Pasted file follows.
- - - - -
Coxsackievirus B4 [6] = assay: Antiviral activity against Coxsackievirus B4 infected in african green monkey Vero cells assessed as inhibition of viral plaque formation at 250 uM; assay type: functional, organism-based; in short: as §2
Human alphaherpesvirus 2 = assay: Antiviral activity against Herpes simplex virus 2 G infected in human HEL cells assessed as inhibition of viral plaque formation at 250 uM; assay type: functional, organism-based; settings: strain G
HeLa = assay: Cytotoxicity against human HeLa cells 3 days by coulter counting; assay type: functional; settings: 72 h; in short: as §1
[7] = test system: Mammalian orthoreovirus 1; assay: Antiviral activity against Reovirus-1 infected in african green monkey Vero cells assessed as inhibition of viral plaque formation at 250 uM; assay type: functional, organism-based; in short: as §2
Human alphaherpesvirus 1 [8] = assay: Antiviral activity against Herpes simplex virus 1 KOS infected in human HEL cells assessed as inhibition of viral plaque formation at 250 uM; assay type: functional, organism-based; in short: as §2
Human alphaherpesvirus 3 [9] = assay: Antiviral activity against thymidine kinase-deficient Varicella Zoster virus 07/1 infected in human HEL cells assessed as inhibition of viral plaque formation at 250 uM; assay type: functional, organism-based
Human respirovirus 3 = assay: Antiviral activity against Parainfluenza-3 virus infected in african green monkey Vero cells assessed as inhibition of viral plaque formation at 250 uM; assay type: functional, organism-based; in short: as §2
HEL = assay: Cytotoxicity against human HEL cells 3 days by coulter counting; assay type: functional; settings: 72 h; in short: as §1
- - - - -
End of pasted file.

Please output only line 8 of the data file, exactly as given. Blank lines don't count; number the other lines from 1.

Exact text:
HEL = assay: Cytotoxicity against human HEL cells 3 days by coulter counting; assay type: functional; settings: 72 h; in short: as §1